The role of the doula is to help attain a safe and pleasant birth, not to choose the type of birth. The presence of a doula is beneficial no matter what type of birth you are planning. In fact, women who choose a medicated birth need as much support as those who choose a natural birth, but a different kind of support. For women who know they want a medicated birth, the doula still provides emotional support, informational support and comfort measures to help the women through labor and the administration of medications. Doulas can help a mom deal with possible side affects and by filling in the gap that medication may not cover; rarely does medication take all discomfort away.

For a mother who faces a cesarean, a doula provides comfort, support and encouragement. Often a cesarean is an unexpected situation and moms are left feeling unprepared, disappointed and lonely. In this case doula support is especially helpful during the early postpartum period.

What if I planned a drug-free birth then change my mind during labour?
Doulas don’t make decisions for clients or intervene in clinical care, nor do they judge women’s choices. They provide informational & emotional support while respecting a woman’s decisions.

What kind of comfort measures do you use during the labour & birth process?
While there are common comfort measures taught in doula training courses, each doula also brings her own tools and methods. Ours include the following:

  • Positioning suggestions
  • Massage & various touch methods
  • Homeopathy & Bach Flowers (optional; no extra charge)
  • Aromatherapy
  • Encouragement & reassurance
  • Heat or cold as desired
  • Hydrotherapy (water for comfort in labour, and/or water-birth)
  • Create space for partner, and recommendations to help partner to offer support
  • A calm, reassuring presence who trusts the birth process

When do we call you in labour?
Please call at the first signs of suspected labour. We’ll discuss what those are. From then on you’ll keep us posted on your progress and what’s happening.

When and where do you join us in labour?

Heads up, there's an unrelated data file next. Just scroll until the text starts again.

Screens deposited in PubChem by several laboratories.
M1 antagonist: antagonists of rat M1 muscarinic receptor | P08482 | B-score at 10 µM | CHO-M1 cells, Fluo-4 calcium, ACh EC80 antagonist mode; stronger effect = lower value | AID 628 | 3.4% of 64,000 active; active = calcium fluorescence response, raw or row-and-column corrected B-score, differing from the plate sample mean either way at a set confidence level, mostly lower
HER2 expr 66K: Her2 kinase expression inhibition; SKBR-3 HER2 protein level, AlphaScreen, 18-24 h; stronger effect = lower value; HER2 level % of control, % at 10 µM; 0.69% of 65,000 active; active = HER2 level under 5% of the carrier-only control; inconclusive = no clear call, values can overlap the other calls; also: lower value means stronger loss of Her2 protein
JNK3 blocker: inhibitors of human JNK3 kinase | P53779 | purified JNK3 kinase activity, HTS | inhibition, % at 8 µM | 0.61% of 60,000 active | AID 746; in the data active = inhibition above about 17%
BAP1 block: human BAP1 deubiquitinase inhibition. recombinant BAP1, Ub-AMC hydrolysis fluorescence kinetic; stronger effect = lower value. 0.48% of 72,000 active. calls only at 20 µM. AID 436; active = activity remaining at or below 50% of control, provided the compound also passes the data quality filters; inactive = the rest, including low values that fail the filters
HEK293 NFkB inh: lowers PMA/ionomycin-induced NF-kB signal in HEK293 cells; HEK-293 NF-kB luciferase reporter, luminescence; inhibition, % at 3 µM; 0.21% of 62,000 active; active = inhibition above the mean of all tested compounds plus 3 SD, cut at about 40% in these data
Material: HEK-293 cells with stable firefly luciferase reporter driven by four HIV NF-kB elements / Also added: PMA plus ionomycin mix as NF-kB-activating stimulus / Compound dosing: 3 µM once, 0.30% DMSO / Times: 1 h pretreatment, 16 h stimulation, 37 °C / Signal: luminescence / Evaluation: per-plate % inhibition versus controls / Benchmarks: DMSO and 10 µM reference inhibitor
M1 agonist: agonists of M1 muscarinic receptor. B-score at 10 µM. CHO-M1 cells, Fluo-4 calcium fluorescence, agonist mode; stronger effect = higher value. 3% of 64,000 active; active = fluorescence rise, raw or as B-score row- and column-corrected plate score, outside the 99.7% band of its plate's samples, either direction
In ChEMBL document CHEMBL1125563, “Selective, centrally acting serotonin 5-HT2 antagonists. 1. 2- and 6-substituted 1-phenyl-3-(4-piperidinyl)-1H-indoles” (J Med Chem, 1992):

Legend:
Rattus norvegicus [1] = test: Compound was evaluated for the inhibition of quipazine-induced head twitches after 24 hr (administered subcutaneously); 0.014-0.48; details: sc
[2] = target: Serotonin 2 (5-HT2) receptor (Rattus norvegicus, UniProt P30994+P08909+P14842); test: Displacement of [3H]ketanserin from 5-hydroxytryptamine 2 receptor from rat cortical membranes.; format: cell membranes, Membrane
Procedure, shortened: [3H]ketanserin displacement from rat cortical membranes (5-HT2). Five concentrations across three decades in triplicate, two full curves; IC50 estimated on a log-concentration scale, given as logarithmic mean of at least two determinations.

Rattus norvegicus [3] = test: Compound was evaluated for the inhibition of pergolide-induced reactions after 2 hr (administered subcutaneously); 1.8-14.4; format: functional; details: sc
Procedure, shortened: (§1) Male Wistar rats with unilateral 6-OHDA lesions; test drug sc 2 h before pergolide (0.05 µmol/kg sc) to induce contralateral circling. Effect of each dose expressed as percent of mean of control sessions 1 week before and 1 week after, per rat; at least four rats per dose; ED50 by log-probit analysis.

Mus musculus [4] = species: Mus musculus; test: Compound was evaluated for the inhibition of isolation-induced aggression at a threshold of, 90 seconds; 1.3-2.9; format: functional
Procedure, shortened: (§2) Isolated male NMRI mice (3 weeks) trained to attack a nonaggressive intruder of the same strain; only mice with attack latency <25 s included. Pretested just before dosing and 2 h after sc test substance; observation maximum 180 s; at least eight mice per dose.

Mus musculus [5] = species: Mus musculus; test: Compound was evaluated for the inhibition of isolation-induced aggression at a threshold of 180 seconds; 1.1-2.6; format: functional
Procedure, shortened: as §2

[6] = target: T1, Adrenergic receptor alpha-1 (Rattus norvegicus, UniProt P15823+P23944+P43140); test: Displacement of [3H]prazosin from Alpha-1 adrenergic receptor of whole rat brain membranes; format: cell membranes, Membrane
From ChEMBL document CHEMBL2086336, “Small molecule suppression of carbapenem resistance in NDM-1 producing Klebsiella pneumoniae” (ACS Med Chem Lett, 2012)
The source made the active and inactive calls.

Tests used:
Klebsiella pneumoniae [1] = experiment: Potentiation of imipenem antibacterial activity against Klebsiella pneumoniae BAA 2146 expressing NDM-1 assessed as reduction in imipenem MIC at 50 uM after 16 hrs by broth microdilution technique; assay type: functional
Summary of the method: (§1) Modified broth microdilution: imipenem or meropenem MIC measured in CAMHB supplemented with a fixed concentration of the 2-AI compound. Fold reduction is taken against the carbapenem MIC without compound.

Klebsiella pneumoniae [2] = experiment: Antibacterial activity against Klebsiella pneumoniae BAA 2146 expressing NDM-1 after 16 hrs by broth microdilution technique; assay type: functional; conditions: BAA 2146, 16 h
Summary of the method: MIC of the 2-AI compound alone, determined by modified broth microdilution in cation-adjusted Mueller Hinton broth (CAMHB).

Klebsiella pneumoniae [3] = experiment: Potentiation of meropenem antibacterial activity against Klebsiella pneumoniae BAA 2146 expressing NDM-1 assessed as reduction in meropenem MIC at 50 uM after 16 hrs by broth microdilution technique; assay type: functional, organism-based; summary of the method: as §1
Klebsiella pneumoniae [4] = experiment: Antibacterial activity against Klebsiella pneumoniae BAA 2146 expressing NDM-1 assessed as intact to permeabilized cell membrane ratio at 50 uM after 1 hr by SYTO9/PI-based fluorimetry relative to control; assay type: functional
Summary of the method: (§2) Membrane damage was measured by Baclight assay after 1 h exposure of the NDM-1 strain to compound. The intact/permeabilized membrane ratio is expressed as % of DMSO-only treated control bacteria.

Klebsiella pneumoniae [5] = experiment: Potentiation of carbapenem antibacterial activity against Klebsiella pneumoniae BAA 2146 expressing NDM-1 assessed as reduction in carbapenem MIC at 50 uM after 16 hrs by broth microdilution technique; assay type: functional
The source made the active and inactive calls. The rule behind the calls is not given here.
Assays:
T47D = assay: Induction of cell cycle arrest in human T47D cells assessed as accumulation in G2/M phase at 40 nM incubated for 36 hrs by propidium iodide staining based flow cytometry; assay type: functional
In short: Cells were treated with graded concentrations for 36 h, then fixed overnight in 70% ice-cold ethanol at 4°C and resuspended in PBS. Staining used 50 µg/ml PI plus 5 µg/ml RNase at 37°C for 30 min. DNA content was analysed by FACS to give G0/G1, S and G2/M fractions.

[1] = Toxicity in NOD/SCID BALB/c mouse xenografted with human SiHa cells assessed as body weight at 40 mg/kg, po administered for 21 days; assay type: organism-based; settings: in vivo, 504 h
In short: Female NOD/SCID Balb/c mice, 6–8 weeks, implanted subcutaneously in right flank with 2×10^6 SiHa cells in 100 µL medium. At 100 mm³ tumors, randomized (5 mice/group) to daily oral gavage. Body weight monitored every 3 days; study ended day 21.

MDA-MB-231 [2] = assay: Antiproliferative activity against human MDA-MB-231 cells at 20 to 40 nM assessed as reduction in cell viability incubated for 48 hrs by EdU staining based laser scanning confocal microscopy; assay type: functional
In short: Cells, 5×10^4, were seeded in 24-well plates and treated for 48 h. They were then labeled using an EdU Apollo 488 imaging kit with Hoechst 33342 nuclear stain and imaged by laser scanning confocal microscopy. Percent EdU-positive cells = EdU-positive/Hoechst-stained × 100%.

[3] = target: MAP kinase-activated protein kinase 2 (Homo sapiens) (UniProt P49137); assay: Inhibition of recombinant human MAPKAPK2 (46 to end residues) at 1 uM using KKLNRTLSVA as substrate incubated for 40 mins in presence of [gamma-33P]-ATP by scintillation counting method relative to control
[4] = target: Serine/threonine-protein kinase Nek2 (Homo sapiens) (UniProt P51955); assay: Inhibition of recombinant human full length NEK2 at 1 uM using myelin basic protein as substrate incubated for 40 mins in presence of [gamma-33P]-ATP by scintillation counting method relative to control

When depends on the woman, her partner, and the labour. Early support often takes the form of checking in by phone and/or dropping by your place.  Your doula joins you either at your home or in hospital or birth center and remains with you until 1-2 hours after the birth.

How does shared-care work?
Doulas team up to provide enhanced service. Clients benefit from combined experience, education, and availability. Since doulas are on call for up to a month for each client, shared care allows them time for important life events and days off without having to turn clients away or rely on unfamiliar back-up. Clients meet both doulas prenatally so they’re familiar with whichever one attends birth.

What if you can’t be at the birth?
In the rare circumstance that one of your doulas can’t be there, you will be well supported. We work with reliable back-ups who offer excellent care. Fees remain the same. If the back-up is likely to be part of care, some clients wish to meet her prenatally, which can be arranged.

Do we pay more to work with 2 doulas?
No. Fees are outlined in the contract. The cost of working with both doulas is the same as hiring one of them individually.

What kind of postpartum support do you offer?
Your birth doula usually stays for 1-2 hours after the birth, until you’re ready to be on your own with your baby. We also visit in the first day or two postpartum, offering basic breastfeeding support, answering questions, and going over your birth. We are available for questions and can offer resources (educational and community). A second postpartum visit is offered.

What if I need extra help with breastfeeding or baby-care?
The information above describes our work as birth-doulas. Another kind of doula, a “postpartum doula”, specializes in extended care and breastfeeding support. There are also breastfeeding counselors and lactation consultants that can be arranged through public health or hired privately. We can provide resources and contact info. If you’re on the Mother-Baby Unit the nurses or unit Lactation Consultants can provide support.

Where’s that name from?
In ancient Greece “doula” meant the highest female servant who helped the lady of the house through child-bearing. Medical researchers Marshall Klaus and John Kennell, who conducted several randomized clinical trials on the medical outcomes of doula attended births, adopted the term to refer to labour support as well as prenatal and postpartum support.

 

[1] Klaus, M.H.; Kennel, J.H.; Berkowitz, G.; Klaus, P. “Maternal Assistance and Support in Labor: Father, Nurse, Midwife or Doula?” Clinical Consultations in Obstetrics and Gynecology 4 (December 1992).

[2] Sauls, DJ. Effects of labor support on mothers, babies, and birth outcomes. J Obstet Gynecol Neonatal Nurs. 2002 Nov-Dec; 31(6):733-41.

[3] O’Driscoll, K. and Meagher, D. Active Management of Labor. 2d ed. London: Bailliere Tindall, 1986.

[4] Klaus, M.H. and Kennel, J.H. Parent-Infant Bonding. St. Louis: C.V. Mosby, 1982.

Essential Herbal Tea for Pregnancy & Breastfeeding